Guest Post: “The World behind The Heart of Stone” by Ben Galley
Ben Galley is an author who’s been on my radar for a while now, ever since his book Bloodrush was chosen as one of the top ten finalists in last year’s Self-Published Fantasy Blog-Off competition. This spring, he has a new novel coming out called The Heart of Stone, a grimdark fantasy featuring war, magic, and a battle golem made of stone. Today we are thrilled to welcome Ben himself to The BiblioSanctum to talk about his process of creating the world behind his new book (which will be released at the end of this month!) We hope you will enjoy this awesome guest post which he has so kindly written for us, and let us know what you think of The Heart of Stone!
THE WORLD BEHIND THE HEART OF STONE
by Ben Galley
A wise man once said: “Books are a finer world within the world.” I think Mr Alexander Smith was spot on. Every time I pick up a new book, I am just as excited to discover the world as I am the characters that live within it. I hold Tolkien responsible this. He, along with other authors like Lewis, Pullman and Donaldson taught me about the endless possibilities of world-building, and left me with an addiction for creating fictional worlds. I thought I’d talk about this obsession, as well as how I constructed the world for my new standalone novel – The Heart of Stone.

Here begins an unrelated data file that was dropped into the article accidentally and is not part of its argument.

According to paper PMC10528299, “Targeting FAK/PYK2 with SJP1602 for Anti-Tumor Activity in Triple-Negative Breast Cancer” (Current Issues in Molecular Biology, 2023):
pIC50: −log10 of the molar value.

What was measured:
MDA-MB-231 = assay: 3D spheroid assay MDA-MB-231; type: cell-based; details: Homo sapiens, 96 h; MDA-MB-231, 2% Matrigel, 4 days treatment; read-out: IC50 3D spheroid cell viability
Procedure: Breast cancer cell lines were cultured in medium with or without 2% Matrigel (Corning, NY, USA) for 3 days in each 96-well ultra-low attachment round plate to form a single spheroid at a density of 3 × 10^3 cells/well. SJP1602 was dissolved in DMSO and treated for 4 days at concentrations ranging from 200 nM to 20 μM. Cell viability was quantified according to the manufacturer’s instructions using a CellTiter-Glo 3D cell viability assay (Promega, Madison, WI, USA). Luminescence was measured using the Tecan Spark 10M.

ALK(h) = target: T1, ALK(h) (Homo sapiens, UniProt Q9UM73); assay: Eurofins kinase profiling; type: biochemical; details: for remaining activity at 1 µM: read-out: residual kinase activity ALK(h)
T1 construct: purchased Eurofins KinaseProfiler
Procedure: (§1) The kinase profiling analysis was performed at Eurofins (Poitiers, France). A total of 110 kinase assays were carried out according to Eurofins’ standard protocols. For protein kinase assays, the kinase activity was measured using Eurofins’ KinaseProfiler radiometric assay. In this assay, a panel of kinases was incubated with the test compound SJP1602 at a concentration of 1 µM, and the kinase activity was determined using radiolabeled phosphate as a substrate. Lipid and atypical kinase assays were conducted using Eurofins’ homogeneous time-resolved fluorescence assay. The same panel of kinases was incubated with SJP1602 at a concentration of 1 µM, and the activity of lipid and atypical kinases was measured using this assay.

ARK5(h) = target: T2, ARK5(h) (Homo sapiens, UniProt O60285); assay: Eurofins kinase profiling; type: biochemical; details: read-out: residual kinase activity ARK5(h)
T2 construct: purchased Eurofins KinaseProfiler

To me, the world is as every bit as important as its characters. It’s not merely the canvas for the story, or a set for a play, but a character in itself. Sometimes multiple characters. It can be just as deadly as any dark lord, or as intricate as any plot. It even sets the rules the characters can live by or fight against.
Whenever I’m planning out a new book, my first job is to build the world. I say job because it comes with responsibility, but at the same time it’s an absolute pleasure. Perhaps it’s the feeling of being a small god, tinkering with a new creation, but for me it’s not work, it’s fun. When I was creating the world for The Heart of Stone, I drew the maps before even deciding on a name for the main character – the golem Task. Authors plan and write in all sorts of different ways, but for me it’s the first port of call. It sets the mood, the tone, and even defines certain aspects of the genre I’m writing in.
For The Heart of Stone, a book about war, I decided I needed a fractious world. One with a bloody and bitter history. While it’s still a fantasy book, there is an underlying theme of real-world struggles, and so I created The Realm.
The Realm is a world split between south and north, with the desert lands (The Harmony) faced off against the north (The Accord). Despite these pacts, each country vies with its neighbours, and if they don’t, they insulate themselves behind walled borders. There’s even a patch of the world divided up between states called the Duelling Dozen, where the reigns of kings and queens are measured in days rather than decades. Even the natural world has a heartless element to it, with the addition of a gigantic whirlpool in the ocean. The God’s Rent is miles wide, forged by long-lost gods thousands a years before, and dictates the Realm’s weather and seas. It’s also responsible for war itself, forcing the south into drought while the north gets all the rain, and creating a very good reason for another war.